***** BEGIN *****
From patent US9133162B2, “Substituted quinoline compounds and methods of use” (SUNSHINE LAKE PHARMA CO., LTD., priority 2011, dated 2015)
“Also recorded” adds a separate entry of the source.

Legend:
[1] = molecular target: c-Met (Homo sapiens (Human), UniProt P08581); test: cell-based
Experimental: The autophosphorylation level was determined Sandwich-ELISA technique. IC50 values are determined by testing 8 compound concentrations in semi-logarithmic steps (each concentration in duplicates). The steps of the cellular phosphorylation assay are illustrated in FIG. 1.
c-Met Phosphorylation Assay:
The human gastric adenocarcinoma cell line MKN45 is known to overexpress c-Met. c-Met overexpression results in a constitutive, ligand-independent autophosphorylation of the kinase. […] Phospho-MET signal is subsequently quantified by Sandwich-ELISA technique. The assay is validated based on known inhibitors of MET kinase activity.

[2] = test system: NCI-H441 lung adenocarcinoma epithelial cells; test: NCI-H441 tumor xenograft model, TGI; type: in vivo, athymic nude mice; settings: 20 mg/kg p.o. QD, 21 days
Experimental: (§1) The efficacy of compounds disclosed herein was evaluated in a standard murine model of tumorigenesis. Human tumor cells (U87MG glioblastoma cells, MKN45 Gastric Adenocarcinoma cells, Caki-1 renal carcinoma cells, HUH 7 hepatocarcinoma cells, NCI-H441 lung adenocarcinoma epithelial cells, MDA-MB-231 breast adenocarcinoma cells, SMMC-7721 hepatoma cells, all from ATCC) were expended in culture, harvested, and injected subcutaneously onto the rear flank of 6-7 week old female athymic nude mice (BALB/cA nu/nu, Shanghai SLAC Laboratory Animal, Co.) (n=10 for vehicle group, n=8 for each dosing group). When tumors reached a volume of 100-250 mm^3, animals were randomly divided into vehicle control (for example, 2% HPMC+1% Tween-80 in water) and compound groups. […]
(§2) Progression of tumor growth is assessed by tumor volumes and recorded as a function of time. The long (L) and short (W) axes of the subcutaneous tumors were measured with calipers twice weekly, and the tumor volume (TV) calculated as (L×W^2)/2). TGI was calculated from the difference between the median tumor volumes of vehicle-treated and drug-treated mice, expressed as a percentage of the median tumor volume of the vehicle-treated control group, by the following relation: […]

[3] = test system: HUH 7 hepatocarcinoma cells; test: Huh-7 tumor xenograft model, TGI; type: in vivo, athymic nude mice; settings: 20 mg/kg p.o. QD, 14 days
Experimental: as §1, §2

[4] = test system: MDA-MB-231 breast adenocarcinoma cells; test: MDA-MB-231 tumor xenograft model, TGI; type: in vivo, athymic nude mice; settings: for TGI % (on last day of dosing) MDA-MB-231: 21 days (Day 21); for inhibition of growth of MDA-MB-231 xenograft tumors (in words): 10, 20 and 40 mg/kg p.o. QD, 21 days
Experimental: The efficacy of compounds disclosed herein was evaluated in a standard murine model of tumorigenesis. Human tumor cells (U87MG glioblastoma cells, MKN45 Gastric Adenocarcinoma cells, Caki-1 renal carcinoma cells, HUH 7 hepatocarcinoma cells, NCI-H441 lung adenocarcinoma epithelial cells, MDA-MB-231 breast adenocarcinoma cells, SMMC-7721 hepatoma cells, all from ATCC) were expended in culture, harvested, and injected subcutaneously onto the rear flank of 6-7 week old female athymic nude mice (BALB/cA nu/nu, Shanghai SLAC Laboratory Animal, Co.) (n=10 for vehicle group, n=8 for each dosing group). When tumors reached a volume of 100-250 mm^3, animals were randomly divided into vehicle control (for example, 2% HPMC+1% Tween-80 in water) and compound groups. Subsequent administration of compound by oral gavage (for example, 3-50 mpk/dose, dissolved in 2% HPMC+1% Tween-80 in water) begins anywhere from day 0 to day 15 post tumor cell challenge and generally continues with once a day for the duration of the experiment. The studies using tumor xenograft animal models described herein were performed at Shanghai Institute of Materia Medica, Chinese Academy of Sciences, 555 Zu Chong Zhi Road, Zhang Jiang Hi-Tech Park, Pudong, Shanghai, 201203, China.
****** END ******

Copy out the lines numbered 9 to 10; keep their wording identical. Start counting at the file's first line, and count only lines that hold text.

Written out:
Experimental: (§1) The efficacy of compounds disclosed herein was evaluated in a standard murine model of tumorigenesis. Human tumor cells (U87MG glioblastoma cells, MKN45 Gastric Adenocarcinoma cells, Caki-1 renal carcinoma cells, HUH 7 hepatocarcinoma cells, NCI-H441 lung adenocarcinoma epithelial cells, MDA-MB-231 breast adenocarcinoma cells, SMMC-7721 hepatoma cells, all from ATCC) were expended in culture, harvested, and injected subcutaneously onto the rear flank of 6-7 week old female athymic nude mice (BALB/cA nu/nu, Shanghai SLAC Laboratory Animal, Co.) (n=10 for vehicle group, n=8 for each dosing group). When tumors reached a volume of 100-250 mm^3, animals were randomly divided into vehicle control (for example, 2% HPMC+1% Tween-80 in water) and compound groups. […]
(§2) Progression of tumor growth is assessed by tumor volumes and recorded as a function of time. The long (L) and short (W) axes of the subcutaneous tumors were measured with calipers twice weekly, and the tumor volume (TV) calculated as (L×W^2)/2). TGI was calculated from the difference between the median tumor volumes of vehicle-treated and drug-treated mice, expressed as a percentage of the median tumor volume of the vehicle-treated control group, by the following relation: […]